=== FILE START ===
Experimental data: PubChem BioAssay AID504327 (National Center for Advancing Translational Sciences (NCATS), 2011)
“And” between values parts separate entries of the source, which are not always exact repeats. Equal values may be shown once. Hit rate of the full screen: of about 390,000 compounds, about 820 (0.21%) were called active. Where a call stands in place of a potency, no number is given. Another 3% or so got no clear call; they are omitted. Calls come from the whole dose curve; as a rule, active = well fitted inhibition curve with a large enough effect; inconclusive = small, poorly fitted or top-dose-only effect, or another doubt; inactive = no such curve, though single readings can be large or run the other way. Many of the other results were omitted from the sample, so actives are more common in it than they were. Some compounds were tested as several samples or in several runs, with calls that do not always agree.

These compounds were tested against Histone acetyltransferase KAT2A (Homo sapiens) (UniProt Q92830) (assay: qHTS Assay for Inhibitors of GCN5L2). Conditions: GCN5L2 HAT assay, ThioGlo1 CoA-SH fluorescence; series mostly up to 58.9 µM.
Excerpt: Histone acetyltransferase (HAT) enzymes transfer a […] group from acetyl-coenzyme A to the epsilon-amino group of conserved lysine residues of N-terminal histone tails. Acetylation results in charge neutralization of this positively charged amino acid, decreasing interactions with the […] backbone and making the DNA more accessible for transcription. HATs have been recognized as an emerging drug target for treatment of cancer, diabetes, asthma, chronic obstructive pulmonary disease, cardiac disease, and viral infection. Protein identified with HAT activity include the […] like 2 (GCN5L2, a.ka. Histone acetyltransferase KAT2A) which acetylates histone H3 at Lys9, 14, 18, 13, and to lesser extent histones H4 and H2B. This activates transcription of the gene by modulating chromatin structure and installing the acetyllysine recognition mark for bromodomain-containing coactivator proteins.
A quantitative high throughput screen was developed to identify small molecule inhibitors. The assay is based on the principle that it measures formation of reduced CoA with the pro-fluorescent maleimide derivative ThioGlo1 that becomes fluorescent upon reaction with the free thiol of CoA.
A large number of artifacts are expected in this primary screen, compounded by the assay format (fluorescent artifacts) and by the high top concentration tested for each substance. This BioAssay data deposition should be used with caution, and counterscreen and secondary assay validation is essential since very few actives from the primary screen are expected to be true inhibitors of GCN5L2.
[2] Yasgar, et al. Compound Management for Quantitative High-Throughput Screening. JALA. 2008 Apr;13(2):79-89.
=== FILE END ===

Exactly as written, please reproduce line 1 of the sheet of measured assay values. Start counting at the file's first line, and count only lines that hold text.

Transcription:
Experimental data: PubChem BioAssay AID504327 (National Center for Advancing Translational Sciences (NCATS), 2011)